And so it just doesn’t seem right to judge other moms because they don’t parent the same way that you do. How can we teach our kids kindness to others if we are not living it ourselves?
If you’re a mom who finds yourself scorning another mom because you “can’t believe someone would parent her child like that,” it’s time to look in the mirror. We’ve all had those moments, days or even weeks when we’ve tried to be the best mom we could be and somehow every move we made was not the right one.
The old adage, “Never look down on someone else unless you’re helping them up” might just be the advice we all need to follow. Your kind smile might be the push that helps a frustrated mom trying unsuccessfully to appease her 3-year-old in the pediatrician’s waiting room. Your understanding look might help calm the mom whose teenage daughter chooses the Black Friday line at Target to start a high volume argument about why she has to go to a friend’s party instead of her grandfather’s 80thbirthday dinner. You just never know.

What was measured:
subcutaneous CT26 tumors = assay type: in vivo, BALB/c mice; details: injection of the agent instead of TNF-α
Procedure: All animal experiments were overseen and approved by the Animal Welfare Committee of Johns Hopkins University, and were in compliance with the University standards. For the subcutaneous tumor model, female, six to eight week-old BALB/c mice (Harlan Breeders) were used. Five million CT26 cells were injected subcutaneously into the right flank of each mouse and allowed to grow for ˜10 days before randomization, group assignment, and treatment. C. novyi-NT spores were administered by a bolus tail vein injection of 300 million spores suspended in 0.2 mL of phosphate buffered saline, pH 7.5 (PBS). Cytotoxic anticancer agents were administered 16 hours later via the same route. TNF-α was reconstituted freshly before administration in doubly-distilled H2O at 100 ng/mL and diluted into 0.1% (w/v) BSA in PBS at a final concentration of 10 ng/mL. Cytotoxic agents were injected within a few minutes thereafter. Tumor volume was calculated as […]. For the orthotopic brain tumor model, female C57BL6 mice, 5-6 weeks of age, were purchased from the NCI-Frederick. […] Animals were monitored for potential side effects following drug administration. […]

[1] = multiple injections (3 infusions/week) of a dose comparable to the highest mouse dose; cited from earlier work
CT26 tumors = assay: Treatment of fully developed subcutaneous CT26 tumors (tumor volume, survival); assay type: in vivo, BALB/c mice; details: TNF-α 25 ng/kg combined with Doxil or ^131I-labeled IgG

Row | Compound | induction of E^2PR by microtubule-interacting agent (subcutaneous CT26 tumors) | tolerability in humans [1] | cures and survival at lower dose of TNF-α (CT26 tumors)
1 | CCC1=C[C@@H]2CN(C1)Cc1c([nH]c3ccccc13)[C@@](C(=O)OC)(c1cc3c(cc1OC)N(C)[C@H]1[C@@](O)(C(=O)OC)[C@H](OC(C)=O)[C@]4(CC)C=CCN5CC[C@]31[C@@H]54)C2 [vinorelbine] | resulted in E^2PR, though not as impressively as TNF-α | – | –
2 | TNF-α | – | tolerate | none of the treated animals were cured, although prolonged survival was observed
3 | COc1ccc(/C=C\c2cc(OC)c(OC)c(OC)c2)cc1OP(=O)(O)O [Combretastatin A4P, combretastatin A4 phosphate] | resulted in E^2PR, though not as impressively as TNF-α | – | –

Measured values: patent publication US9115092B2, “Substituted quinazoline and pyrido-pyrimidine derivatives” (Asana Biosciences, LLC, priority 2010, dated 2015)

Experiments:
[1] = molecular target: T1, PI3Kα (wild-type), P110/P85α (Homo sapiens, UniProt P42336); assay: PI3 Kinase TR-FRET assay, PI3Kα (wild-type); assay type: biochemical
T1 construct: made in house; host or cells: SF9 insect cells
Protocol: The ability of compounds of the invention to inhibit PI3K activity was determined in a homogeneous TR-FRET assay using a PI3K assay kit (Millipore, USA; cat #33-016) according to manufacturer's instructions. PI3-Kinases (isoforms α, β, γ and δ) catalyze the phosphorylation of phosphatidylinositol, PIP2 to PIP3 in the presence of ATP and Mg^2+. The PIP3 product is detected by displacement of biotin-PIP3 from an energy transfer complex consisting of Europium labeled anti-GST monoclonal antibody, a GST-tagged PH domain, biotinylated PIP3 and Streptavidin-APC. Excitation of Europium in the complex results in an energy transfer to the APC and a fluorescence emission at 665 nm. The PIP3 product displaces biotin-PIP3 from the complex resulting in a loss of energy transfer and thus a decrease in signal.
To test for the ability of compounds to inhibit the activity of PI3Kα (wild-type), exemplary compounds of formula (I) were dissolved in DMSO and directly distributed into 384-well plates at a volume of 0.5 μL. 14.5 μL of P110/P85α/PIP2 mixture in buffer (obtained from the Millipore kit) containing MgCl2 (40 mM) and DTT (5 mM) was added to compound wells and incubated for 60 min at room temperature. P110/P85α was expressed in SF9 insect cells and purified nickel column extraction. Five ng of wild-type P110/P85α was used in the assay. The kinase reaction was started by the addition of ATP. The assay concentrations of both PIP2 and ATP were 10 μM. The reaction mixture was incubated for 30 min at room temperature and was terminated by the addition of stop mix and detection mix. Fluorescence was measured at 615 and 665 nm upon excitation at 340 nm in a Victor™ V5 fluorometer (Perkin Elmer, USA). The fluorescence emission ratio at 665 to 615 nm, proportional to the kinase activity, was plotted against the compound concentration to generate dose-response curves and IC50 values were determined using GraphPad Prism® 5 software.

I circle back to how it felt to be skewered by other moms for the way that I helped my daughter survive the heartbreak of not being accepted to the college of her dreams. In truth, I’m still a little scarred. But like I tell my kids: “Never let anyone else steal your sparkle.” So I’m not. I’m using the experience to remind myself and anyone else who will listen that as moms, we need to support one another and be each other’s champions. We need to remember how hard it is to be a mom, and how important the encouragement of our “motherhood sisterhood” can be.
Go smile at a mom who needs your smile. Go hold the door at the diner when you see a mom struggling with her three screaming kids. Go offer your help or a suggestion or a hug to a mom who looks like she’s one breath away from a breakdown. Go remind others to do the same. Go and go now…be a part of making a kind and warm motherhood sisterhood.
The author of this post wishes to remain anonymous.